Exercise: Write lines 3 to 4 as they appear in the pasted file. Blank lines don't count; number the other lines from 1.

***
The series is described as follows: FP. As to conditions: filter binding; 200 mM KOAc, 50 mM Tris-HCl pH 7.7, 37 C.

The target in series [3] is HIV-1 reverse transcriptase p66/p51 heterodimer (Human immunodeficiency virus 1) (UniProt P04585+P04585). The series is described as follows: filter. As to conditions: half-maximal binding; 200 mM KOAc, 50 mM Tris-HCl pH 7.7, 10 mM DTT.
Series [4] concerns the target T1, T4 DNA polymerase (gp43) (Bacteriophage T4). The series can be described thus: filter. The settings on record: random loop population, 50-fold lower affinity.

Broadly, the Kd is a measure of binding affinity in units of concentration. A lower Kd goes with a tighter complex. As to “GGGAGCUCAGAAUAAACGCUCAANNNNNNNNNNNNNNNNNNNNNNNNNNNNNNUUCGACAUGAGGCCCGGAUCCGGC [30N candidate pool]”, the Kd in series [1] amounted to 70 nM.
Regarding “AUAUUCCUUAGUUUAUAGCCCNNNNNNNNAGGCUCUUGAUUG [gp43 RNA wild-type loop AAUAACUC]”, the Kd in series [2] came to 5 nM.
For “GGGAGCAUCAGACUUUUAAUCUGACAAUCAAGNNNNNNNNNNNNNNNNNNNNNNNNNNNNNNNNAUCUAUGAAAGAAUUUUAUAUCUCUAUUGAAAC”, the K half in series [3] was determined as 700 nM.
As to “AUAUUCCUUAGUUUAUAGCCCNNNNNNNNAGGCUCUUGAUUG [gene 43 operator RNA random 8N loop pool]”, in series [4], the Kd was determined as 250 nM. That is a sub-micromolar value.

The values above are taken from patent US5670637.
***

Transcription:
Series [4] concerns the target T1, T4 DNA polymerase (gp43) (Bacteriophage T4). The series can be described thus: filter. The settings on record: random loop population, 50-fold lower affinity.

Broadly, the Kd is a measure of binding affinity in units of concentration. A lower Kd goes with a tighter complex. As to “GGGAGCUCAGAAUAAACGCUCAANNNNNNNNNNNNNNNNNNNNNNNNNNNNNNUUCGACAUGAGGCCCGGAUCCGGC [30N candidate pool]”, the Kd in series [1] amounted to 70 nM.